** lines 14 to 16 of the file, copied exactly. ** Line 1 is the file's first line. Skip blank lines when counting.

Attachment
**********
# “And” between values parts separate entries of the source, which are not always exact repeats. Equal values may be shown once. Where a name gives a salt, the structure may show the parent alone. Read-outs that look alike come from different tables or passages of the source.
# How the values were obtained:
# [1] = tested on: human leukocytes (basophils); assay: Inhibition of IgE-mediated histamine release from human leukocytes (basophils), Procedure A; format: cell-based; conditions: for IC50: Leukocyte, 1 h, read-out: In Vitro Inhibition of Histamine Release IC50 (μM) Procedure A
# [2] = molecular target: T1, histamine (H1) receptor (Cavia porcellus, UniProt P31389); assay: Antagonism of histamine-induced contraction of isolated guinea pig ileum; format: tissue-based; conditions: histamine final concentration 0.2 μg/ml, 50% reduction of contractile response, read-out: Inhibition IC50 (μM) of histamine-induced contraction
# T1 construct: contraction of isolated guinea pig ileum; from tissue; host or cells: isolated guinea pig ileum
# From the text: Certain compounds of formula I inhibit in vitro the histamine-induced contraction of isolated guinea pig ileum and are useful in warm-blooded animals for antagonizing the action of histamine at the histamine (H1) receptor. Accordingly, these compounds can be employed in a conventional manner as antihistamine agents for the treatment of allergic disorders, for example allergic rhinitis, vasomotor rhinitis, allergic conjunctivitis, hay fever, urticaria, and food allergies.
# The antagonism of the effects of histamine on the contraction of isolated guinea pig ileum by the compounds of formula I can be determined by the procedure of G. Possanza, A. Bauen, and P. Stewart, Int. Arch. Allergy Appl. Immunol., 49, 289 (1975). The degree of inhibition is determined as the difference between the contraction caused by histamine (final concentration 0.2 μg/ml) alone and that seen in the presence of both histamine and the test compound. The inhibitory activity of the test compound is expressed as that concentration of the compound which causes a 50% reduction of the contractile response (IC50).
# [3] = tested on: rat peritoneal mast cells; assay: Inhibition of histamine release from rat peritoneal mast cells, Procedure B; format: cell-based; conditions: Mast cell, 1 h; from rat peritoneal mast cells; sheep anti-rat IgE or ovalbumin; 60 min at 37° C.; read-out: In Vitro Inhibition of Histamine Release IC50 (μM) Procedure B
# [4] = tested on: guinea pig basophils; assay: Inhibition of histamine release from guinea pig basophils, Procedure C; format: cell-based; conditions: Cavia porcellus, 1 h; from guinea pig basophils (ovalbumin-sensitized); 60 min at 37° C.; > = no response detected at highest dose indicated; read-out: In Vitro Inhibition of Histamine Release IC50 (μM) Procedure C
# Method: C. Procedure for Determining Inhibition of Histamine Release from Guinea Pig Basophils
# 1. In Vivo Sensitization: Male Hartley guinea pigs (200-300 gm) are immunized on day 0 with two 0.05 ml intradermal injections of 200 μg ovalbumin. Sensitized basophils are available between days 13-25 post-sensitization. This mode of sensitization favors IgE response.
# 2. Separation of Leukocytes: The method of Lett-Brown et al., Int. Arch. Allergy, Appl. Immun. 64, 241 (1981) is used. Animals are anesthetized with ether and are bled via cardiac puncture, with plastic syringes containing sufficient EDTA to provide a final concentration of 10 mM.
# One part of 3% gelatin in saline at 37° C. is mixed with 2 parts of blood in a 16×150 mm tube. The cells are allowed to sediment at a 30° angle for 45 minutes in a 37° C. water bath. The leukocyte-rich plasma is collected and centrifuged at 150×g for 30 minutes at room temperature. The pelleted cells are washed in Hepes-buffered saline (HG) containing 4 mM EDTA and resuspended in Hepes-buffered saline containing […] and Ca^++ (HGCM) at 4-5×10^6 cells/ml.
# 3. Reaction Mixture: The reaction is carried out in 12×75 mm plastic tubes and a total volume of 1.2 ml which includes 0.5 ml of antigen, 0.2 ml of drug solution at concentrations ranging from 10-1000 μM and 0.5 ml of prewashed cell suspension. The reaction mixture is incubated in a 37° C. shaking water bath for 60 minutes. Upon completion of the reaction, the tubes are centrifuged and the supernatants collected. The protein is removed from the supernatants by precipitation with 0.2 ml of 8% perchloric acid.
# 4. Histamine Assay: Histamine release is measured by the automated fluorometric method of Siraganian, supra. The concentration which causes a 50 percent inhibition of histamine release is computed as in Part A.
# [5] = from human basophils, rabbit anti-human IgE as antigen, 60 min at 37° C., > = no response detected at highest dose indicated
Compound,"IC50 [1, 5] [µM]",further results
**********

# 3. Reaction Mixture: The reaction is carried out in 12×75 mm plastic tubes and a total volume of 1.2 ml which includes 0.5 ml of antigen, 0.2 ml of drug solution at concentrations ranging from 10-1000 μM and 0.5 ml of prewashed cell suspension. The reaction mixture is incubated in a 37° C. shaking water bath for 60 minutes. Upon completion of the reaction, the tubes are centrifuged and the supernatants collected. The protein is removed from the supernatants by precipitation with 0.2 ml of 8% perchloric acid.
# 4. Histamine Assay: Histamine release is measured by the automated fluorometric method of Siraganian, supra. The concentration which causes a 50 percent inhibition of histamine release is computed as in Part A.
# [5] = from human basophils, rabbit anti-human IgE as antigen, 60 min at 37° C., > = no response detected at highest dose indicated